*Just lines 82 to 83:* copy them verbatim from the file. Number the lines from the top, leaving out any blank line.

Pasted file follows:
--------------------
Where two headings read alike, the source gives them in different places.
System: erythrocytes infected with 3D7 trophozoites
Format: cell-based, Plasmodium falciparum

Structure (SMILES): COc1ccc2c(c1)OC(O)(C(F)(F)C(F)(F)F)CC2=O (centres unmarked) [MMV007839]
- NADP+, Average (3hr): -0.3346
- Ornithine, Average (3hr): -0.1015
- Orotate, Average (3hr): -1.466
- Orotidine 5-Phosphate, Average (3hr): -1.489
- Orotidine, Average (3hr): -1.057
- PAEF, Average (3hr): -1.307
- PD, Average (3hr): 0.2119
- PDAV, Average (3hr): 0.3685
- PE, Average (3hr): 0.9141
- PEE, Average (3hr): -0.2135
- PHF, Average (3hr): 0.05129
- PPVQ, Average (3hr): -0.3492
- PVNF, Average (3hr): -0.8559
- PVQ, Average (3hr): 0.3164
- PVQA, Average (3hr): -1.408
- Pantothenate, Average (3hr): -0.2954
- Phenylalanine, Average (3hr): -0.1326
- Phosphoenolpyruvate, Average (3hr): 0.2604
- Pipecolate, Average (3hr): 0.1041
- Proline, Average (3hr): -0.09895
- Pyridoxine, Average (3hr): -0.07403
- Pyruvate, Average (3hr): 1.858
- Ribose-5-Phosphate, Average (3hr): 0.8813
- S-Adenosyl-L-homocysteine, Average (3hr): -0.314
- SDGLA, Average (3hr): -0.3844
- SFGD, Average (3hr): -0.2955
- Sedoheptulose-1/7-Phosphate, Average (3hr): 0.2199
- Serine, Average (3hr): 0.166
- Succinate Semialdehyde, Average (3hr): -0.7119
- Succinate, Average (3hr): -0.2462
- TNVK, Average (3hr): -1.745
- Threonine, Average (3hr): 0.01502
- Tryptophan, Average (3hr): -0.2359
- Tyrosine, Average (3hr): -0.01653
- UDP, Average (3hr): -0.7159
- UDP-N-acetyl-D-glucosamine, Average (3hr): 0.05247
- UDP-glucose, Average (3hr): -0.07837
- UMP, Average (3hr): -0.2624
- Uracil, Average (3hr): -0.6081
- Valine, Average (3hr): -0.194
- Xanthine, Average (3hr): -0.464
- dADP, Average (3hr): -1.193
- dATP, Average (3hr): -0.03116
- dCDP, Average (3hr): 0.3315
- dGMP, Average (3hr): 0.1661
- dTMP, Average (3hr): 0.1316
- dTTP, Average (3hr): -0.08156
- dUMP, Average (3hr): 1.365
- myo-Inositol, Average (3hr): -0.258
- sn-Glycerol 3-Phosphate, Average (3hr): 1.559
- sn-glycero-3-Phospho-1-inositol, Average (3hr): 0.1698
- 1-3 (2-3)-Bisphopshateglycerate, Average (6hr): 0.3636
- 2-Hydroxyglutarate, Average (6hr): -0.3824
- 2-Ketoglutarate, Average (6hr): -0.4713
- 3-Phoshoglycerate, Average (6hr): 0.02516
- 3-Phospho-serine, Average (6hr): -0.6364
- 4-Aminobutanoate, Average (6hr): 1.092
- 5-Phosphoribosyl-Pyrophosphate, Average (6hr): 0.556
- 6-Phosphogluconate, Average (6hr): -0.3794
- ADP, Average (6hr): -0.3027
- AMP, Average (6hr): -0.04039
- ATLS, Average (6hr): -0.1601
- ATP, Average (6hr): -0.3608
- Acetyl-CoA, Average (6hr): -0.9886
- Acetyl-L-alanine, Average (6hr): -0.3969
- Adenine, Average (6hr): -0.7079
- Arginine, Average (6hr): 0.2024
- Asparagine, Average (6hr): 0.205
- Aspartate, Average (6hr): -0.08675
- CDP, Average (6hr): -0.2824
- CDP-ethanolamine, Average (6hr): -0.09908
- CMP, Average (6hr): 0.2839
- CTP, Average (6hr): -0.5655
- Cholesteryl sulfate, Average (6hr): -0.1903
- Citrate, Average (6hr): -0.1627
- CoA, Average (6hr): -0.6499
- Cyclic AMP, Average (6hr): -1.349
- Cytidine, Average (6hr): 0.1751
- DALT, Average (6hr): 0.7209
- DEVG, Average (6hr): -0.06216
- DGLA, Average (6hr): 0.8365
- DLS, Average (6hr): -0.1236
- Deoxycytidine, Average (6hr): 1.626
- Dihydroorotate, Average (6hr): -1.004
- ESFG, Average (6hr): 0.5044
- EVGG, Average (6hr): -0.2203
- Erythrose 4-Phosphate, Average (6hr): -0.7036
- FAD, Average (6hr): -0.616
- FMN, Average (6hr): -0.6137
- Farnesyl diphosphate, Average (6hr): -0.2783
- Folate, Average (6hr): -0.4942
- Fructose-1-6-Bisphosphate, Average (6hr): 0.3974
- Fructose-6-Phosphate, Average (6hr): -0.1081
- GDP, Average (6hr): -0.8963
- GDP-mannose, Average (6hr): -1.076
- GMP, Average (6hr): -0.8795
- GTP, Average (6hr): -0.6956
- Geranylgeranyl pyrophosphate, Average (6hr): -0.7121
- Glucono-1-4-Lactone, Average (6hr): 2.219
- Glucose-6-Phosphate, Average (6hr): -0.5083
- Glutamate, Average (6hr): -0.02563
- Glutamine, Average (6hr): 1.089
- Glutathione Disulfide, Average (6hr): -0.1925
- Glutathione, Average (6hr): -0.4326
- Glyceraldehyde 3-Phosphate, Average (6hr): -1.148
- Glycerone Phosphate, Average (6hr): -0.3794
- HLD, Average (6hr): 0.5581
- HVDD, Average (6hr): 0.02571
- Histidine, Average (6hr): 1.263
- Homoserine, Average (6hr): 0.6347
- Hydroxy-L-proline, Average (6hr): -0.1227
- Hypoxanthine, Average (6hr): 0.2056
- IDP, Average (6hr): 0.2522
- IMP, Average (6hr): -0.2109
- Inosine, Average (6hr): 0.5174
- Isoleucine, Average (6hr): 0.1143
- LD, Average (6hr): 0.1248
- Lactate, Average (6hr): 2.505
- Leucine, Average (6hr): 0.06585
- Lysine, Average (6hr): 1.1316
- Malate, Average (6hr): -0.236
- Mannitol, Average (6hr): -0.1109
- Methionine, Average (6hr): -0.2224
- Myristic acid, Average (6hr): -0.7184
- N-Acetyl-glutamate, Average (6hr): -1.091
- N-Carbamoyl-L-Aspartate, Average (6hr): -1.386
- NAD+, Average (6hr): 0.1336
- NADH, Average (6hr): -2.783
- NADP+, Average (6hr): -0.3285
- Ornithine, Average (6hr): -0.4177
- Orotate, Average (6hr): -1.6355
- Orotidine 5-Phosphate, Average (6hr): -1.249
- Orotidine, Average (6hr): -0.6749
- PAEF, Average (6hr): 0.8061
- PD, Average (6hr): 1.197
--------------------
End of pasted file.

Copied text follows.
- Cytidine, Average (6hr): 0.1751
- DALT, Average (6hr): 0.7209